The Very Direct Approach Consumers expect large discounts at this time of the year. In fact, for many retailers, it's "go big or go home." There's so much competition that small discounts just don't stand out. Things to notice with this direct approach:
  • As it's a large discount, the promotion is placed near the top of the message.
  • Bold colors and large text are used.
  • The copy is as simple as possible. Example: UP TO 50% OFF.
  • You may see a bit of eye candy, but none of these messages rely on product images.

The Common Sense Approach

Using a bit of humor and common sense can really resonate with your audiences. Look at these examples. In this message from Schuh, not only did they point out that you might not have gotten what you wanted (common sense), they also immediately point you to your shoe size and tell you there's a sale on. This email is easy to understand, funny, and most importantly, very clickable.

Austique went with even more humor by adding in a funny little fluffy character. The question "Stuffed on turkey?" should ring true with many who received this message.

This message from Brantano is one of my favorites. It uses bold colors and large text, making it easy to understand straight away. It also adds a bit of humor by using the image of a vacuum. Many of us can relate to this feeling on Boxing Day, which makes this message relevant and helps it stand out in the inbox.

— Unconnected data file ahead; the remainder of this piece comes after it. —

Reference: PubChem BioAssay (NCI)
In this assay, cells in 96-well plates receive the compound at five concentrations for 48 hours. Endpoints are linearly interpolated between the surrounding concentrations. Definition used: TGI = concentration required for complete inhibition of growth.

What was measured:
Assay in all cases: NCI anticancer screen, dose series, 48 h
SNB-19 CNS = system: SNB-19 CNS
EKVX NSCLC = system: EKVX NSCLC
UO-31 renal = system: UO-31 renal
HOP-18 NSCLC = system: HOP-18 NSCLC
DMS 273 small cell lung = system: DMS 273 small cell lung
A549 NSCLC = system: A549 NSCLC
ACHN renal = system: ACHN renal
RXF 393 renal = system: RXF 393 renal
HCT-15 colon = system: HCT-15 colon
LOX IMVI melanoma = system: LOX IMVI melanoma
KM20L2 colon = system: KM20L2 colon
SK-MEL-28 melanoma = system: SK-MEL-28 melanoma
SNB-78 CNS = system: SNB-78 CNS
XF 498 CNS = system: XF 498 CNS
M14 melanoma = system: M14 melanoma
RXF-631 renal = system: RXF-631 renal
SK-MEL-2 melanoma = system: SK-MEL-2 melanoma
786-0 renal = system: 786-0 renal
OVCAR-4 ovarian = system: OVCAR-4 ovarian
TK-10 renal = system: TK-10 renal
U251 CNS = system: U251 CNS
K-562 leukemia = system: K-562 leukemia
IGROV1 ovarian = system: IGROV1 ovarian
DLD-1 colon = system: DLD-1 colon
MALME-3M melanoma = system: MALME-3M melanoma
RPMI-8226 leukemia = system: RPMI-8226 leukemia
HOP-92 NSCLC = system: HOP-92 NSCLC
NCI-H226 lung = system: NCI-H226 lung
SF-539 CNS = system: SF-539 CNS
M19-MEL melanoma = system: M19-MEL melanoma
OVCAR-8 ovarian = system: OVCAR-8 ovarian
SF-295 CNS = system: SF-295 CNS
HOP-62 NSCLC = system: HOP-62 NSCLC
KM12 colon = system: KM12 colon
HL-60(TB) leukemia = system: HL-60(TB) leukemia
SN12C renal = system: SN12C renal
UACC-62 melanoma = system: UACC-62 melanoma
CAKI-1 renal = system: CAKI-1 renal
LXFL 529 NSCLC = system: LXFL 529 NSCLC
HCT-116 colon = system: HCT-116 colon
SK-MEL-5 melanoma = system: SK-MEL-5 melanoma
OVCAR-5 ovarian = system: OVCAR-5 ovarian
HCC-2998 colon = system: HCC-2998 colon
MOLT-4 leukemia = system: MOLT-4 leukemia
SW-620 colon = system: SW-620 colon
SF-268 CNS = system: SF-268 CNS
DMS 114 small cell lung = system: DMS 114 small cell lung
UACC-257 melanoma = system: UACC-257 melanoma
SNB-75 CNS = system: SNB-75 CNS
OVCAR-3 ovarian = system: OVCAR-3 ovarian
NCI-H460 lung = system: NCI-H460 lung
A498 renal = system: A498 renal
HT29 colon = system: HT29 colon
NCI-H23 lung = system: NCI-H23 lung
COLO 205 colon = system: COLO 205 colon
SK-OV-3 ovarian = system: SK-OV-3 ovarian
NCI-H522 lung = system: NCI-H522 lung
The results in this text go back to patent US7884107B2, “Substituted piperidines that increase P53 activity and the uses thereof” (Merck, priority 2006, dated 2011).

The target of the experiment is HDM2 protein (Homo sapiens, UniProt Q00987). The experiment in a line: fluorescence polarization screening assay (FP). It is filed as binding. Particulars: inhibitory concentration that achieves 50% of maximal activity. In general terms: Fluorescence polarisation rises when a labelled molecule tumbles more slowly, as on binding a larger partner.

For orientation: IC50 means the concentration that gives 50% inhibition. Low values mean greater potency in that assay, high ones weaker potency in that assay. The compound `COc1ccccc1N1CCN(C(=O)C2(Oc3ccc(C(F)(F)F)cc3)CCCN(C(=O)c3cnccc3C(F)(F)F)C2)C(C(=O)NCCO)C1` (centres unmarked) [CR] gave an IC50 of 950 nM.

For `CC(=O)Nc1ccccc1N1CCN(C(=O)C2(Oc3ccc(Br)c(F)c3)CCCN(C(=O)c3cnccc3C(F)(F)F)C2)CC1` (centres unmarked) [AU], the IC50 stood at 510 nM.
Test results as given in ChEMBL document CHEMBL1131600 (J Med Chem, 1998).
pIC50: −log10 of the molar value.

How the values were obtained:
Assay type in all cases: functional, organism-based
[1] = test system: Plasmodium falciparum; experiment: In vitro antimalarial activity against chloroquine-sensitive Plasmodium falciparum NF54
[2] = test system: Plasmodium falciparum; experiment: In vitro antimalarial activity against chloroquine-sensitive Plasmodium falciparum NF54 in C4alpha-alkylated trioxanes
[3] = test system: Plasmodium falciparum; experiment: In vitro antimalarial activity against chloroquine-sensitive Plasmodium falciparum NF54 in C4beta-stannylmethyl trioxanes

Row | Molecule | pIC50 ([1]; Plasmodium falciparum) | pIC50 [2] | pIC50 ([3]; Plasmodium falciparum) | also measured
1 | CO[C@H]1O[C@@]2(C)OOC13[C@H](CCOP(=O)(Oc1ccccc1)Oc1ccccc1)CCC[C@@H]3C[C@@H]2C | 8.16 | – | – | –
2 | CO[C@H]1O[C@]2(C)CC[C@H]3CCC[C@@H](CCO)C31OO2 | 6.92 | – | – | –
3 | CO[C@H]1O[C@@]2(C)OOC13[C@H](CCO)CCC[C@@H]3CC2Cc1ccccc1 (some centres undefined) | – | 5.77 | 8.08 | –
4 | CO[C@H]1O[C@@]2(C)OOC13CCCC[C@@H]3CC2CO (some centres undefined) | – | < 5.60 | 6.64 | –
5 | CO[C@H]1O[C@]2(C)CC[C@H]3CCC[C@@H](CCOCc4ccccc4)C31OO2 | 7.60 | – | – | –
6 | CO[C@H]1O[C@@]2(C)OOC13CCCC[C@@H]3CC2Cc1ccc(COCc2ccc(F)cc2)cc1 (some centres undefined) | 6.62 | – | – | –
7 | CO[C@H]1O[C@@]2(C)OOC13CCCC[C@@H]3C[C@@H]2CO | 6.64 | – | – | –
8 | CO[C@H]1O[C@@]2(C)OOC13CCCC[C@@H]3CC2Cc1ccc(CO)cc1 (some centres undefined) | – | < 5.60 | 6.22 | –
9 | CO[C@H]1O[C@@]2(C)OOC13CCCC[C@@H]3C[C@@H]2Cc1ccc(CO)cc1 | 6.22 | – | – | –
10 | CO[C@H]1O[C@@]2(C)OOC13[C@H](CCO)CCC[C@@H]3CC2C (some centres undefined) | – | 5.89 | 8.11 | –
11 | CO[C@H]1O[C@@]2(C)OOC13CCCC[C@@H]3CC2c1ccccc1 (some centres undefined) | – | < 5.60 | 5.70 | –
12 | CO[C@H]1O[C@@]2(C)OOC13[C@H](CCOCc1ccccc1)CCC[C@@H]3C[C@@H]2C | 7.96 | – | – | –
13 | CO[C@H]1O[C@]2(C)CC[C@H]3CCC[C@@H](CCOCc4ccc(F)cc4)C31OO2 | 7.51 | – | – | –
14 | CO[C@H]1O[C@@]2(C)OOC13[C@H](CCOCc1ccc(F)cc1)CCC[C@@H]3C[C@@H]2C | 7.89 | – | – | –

Business as Usual. What Boxing Day?

In this example from Mr. Porter, it's business as usual. They don't make an effort to point out any Boxing Day sale. Not in the subject line ("Feel-good winter coats), not in the images, not in the text. Nowhere in this message is there a mention of a sale. That's because there is no sale.

For a brand like Mr. Porter, I can see why they may not have wanted to offer up an incentive on Boxing Day. It may not have been needed for sales and/or they felt it would lower the value of their product/brand. This is a big gamble unless you have the data to back it up. Any retailer thinking of going this route should examine previous sales data and any competitor data you can find and then have a thorough internal discussion. I had no other messages like this in my inbox on Boxing Day. Did you receive any?
These were the Boxing Day messages that caught my eye this year. Did any messages stand out to you this year?